to intrinsic differences in the sensitivity to habitat grain among
species, studies performed at different extent are necessary to
understand the consequences of forest loss and fragmentation. Using a
large database, we explored the responses of birds to changes in forest
cover and the role of habitat specialization in the strength of this
Southern Atlantic forest of Argentina, Brazil and Paraguay.
used data on bird occurrences recorded in 1,384 point counts
(2004–2011), estimated forest cover and number of forest fragments in
two radii (60 and 960 m), centred at each point count. For each bird
species, we extracted the geographical and altitudinal range as two
indirect measures of habitat specialization. We used general linear
model and Akaike information criterion to explore the influence of the
type of habitat, the amount of habitat and fragmentation pattern on the
probability of species occurrence and the influence of habitat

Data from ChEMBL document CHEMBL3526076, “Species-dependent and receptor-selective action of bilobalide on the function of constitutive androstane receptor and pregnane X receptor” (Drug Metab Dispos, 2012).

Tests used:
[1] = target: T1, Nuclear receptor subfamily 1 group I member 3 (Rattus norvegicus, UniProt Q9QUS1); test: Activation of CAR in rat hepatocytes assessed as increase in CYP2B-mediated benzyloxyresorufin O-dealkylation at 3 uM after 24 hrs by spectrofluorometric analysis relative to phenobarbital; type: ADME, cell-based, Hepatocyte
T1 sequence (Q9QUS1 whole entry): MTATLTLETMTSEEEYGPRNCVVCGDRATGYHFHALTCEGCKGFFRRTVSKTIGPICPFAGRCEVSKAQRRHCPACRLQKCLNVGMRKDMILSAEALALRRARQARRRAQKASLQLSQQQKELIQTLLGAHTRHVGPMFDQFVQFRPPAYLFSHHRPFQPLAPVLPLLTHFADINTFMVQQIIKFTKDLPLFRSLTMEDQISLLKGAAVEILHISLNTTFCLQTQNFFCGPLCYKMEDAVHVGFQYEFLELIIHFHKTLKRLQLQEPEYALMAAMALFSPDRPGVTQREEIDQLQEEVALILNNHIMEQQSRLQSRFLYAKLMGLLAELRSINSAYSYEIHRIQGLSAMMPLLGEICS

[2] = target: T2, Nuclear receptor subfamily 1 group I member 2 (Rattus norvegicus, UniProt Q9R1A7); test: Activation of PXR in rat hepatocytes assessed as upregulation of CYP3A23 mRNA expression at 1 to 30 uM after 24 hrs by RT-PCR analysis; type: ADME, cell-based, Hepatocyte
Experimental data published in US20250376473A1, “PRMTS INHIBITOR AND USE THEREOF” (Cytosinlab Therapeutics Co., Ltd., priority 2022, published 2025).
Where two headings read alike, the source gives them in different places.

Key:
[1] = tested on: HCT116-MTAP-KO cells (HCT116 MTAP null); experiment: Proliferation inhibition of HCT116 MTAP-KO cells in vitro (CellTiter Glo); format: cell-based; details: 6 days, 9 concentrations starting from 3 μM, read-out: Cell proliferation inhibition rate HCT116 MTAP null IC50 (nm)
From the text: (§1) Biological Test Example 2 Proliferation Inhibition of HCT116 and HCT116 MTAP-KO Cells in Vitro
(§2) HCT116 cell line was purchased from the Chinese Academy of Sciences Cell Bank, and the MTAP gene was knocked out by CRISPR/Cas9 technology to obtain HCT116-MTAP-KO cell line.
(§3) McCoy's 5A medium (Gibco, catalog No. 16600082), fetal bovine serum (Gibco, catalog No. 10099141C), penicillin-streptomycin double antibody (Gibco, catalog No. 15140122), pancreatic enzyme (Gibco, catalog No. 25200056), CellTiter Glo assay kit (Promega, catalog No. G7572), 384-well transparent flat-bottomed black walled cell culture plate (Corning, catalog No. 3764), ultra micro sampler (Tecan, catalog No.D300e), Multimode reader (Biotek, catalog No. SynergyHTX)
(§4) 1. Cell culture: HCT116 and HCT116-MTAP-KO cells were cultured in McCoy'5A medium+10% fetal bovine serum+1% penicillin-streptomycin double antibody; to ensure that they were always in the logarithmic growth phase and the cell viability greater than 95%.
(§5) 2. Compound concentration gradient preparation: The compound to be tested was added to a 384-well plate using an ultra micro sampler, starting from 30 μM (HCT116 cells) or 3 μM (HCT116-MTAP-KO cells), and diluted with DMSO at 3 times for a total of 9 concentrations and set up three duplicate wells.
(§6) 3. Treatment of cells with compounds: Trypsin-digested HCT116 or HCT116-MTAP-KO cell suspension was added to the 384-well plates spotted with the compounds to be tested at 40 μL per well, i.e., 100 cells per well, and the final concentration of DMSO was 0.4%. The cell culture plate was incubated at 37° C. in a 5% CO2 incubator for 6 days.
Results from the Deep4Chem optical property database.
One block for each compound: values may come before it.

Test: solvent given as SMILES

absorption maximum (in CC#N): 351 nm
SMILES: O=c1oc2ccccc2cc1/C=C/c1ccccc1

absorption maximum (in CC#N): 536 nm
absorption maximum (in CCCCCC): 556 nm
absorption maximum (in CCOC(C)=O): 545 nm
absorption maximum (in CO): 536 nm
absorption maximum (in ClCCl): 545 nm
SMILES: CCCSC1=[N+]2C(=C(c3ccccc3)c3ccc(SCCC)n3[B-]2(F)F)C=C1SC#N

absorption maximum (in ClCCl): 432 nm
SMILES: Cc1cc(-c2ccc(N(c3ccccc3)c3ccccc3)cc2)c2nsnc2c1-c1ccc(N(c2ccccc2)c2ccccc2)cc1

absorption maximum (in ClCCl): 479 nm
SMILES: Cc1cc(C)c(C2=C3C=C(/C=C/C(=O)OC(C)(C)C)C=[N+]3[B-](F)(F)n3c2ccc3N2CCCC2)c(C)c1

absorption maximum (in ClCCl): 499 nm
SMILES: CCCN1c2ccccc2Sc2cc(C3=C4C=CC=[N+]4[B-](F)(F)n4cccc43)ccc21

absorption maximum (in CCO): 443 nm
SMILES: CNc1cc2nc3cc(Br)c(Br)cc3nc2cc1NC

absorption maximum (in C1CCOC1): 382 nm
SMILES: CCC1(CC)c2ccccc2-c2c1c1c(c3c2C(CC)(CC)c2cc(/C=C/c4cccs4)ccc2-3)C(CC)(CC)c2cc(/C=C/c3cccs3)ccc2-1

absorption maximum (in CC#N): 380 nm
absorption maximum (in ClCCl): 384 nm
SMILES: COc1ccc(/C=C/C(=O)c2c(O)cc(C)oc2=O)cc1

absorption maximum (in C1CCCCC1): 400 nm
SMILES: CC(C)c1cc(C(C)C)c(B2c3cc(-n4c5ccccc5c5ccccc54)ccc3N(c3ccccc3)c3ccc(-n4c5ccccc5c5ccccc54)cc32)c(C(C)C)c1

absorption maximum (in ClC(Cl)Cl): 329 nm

specialization on the strength of response.
the 28 species analysed, 15 (55%) responded either to forest loss or
the number of fragments, either positively or negatively. In these 15
species, the probability of occurrence of 67% was better explained by a
specific extent (either 60 or 960 m). The strength of the response to
forest loss decreased with both the geographical and the altitudinal
range of species.
study shows that a large proportion of species responded to forest loss
at a specific extent and that the magnitude of the response is related
to species specialization. A single-extent approach to multispecies
studies may not be enough to preserve the whole community due to
differences in sensitivity to habitat grain. Maintaining forest cover at
multiple extents and managing anthropogenic habitats to increase their
suitability for native species are essential to preserve communities in
highly fragmented landscapes such as the Atlantic forest.